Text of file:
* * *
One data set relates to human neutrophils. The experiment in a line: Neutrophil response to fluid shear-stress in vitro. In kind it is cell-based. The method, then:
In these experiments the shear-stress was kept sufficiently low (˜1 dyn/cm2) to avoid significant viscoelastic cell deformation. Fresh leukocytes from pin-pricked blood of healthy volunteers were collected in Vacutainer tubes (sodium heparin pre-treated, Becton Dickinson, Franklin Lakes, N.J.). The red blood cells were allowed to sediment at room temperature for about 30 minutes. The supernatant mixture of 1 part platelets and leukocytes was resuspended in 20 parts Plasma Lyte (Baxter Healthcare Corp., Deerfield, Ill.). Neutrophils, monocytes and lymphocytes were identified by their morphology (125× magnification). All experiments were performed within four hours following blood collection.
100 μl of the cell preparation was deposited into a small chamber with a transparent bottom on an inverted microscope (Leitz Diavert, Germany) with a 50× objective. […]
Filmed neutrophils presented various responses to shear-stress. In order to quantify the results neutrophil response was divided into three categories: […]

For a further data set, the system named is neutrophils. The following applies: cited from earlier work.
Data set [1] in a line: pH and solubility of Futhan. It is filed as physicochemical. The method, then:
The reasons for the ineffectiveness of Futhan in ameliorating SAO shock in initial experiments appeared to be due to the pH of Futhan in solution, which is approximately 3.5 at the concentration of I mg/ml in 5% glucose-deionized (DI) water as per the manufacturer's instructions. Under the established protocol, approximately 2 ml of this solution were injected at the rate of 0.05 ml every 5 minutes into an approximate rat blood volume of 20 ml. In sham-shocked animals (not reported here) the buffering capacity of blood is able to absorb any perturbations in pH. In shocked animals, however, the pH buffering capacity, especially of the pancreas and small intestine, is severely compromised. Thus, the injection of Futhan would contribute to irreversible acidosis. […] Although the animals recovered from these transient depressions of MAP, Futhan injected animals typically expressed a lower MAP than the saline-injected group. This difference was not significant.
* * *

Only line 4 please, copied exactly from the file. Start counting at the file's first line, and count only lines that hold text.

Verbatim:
Filmed neutrophils presented various responses to shear-stress. In order to quantify the results neutrophil response was divided into three categories: […]